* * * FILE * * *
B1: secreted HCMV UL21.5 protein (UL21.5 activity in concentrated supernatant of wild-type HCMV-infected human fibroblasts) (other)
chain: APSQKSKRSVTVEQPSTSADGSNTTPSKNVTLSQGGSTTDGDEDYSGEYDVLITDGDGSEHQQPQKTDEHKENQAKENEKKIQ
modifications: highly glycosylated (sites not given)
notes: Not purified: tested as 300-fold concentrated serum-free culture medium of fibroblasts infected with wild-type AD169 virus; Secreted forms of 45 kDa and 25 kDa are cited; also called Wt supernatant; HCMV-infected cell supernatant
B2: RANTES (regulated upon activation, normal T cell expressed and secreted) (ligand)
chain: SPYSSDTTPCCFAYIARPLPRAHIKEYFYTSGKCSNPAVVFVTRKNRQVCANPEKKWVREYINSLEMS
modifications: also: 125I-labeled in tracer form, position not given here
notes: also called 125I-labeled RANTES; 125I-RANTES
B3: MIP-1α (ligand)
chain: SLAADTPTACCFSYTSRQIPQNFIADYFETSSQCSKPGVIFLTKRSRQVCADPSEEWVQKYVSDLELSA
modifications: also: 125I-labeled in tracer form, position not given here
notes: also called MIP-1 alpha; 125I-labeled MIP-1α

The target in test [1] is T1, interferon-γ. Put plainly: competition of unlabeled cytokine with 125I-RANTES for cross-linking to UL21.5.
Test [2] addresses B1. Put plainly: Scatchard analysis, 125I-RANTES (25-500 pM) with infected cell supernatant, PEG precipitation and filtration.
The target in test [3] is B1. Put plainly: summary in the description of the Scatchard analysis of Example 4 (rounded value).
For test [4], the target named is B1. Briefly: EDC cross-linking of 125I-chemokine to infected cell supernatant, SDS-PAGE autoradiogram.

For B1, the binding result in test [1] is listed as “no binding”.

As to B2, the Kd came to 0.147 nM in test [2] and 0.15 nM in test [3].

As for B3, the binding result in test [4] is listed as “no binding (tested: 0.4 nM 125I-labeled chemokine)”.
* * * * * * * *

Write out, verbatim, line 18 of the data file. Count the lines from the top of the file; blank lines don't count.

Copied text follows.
As to B2, the Kd came to 0.147 nM in test [2] and 0.15 nM in test [3].